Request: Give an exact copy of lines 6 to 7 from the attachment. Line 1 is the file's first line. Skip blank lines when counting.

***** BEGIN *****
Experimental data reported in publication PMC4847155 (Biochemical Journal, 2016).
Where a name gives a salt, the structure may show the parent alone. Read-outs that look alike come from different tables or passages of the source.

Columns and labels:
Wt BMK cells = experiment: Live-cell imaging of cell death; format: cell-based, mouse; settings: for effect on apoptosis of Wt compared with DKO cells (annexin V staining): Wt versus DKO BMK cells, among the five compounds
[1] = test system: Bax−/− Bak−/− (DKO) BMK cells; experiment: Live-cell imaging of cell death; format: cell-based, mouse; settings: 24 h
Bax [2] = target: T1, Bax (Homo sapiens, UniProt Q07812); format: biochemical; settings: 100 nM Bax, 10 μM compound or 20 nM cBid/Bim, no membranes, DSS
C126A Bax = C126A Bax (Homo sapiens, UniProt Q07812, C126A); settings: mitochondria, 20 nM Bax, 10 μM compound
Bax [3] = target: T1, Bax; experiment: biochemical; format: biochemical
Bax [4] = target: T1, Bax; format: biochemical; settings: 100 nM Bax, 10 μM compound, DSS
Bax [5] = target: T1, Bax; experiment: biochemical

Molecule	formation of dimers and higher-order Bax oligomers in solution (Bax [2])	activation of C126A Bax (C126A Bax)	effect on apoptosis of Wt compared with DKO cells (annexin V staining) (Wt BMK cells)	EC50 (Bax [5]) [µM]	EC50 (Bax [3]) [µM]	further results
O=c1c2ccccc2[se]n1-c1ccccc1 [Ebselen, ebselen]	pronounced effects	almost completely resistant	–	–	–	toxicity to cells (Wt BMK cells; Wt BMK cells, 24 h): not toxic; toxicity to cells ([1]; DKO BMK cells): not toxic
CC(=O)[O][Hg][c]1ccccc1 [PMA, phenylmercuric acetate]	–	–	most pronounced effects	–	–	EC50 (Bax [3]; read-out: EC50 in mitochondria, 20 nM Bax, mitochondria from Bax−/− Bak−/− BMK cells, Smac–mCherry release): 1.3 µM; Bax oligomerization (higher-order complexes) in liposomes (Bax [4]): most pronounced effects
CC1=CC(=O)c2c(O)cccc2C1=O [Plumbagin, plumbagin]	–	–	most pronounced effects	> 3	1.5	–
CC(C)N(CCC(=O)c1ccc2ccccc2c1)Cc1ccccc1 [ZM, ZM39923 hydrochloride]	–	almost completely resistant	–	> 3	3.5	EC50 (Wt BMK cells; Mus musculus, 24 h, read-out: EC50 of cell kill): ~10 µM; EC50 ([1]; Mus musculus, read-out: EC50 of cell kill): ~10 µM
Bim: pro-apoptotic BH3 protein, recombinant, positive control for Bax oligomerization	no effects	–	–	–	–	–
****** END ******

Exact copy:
Bax [2] = target: T1, Bax (Homo sapiens, UniProt Q07812); format: biochemical; settings: 100 nM Bax, 10 μM compound or 20 nM cBid/Bim, no membranes, DSS
C126A Bax = C126A Bax (Homo sapiens, UniProt Q07812, C126A); settings: mitochondria, 20 nM Bax, 10 μM compound